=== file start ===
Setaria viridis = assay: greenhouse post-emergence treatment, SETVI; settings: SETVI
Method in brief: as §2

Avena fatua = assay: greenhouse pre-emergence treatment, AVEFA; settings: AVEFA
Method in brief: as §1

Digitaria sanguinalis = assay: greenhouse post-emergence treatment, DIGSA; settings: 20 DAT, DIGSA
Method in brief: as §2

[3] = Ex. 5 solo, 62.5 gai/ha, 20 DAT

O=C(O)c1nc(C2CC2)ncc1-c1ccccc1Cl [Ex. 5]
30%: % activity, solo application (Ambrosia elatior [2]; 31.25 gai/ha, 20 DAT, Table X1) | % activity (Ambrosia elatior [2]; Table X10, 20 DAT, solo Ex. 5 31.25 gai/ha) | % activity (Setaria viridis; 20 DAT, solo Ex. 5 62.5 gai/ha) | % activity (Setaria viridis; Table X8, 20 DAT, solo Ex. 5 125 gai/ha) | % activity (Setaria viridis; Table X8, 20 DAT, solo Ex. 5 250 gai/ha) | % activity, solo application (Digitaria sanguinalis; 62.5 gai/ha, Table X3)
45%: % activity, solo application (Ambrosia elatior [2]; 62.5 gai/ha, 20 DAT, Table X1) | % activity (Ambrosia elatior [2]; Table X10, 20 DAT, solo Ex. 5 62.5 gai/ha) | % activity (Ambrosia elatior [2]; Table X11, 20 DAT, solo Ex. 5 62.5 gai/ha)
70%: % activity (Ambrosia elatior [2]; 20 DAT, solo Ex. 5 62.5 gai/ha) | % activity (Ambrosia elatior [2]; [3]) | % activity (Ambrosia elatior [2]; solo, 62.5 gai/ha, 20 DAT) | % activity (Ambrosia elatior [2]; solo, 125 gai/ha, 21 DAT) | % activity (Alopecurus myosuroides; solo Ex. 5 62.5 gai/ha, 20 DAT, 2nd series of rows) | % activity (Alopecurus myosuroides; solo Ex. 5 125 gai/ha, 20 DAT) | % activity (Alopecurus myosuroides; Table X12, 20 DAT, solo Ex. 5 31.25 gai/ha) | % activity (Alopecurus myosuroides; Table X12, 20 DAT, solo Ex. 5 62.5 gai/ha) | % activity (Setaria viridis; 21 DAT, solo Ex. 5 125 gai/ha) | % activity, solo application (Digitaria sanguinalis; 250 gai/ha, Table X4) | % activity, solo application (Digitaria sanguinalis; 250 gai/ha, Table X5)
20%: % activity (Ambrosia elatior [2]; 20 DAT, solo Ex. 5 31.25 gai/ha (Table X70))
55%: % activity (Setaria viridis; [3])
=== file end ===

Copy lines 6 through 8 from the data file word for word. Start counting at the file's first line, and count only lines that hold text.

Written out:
Method in brief: as §2

[3] = Ex. 5 solo, 62.5 gai/ha, 20 DAT

O=C(O)c1nc(C2CC2)ncc1-c1ccccc1Cl [Ex. 5]